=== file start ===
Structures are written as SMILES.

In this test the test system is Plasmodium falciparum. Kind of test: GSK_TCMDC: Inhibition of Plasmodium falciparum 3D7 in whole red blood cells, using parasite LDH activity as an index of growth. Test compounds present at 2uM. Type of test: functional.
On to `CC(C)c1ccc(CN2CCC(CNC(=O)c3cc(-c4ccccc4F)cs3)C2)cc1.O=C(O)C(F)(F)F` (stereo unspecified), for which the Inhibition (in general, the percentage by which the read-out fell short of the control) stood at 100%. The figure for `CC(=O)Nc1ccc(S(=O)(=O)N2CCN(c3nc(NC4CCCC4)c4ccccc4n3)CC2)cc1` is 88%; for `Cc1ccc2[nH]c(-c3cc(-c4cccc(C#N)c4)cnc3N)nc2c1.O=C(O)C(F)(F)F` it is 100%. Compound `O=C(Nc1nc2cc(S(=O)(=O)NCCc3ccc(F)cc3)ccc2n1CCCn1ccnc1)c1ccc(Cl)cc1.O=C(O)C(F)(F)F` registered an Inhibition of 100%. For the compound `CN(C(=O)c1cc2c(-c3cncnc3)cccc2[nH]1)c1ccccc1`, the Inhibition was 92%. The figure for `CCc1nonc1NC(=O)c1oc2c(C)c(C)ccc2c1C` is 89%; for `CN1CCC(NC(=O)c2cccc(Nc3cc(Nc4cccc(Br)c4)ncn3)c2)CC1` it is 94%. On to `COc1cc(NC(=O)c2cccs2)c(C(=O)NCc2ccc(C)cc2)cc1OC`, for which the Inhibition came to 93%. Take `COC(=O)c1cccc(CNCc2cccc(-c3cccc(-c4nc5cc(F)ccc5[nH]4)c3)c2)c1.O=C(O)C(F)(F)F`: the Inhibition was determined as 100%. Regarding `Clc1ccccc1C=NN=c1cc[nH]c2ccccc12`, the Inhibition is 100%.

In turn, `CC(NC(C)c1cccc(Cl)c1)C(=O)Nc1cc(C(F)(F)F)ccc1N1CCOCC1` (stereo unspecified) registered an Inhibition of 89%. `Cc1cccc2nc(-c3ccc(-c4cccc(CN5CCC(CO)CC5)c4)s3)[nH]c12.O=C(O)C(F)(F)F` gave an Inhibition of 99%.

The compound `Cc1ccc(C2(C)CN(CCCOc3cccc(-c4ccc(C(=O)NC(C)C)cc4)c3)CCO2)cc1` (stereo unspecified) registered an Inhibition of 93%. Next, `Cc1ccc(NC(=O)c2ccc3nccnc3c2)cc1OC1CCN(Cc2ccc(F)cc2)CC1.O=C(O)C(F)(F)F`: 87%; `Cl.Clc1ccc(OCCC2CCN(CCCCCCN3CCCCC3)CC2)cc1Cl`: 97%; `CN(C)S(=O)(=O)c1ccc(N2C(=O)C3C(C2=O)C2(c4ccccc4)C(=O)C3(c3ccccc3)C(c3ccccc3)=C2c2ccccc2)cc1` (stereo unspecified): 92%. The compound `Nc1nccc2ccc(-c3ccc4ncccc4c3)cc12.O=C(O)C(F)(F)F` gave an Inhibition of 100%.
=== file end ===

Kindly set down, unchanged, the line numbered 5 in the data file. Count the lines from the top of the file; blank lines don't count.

The compound `Cc1ccc(C2(C)CN(CCCOc3cccc(-c4ccc(C(=O)NC(C)C)cc4)c3)CCO2)cc1` (stereo unspecified) registered an Inhibition of 93%. Next, `Cc1ccc(NC(=O)c2ccc3nccnc3c2)cc1OC1CCN(Cc2ccc(F)cc2)CC1.O=C(O)C(F)(F)F`: 87%; `Cl.Clc1ccc(OCCC2CCN(CCCCCCN3CCCCC3)CC2)cc1Cl`: 97%; `CN(C)S(=O)(=O)c1ccc(N2C(=O)C3C(C2=O)C2(c4ccccc4)C(=O)C3(c3ccccc3)C(c3ccccc3)=C2c2ccccc2)cc1` (stereo unspecified): 92%. The compound `Nc1nccc2ccc(-c3ccc4ncccc4c3)cc12.O=C(O)C(F)(F)F` gave an Inhibition of 100%.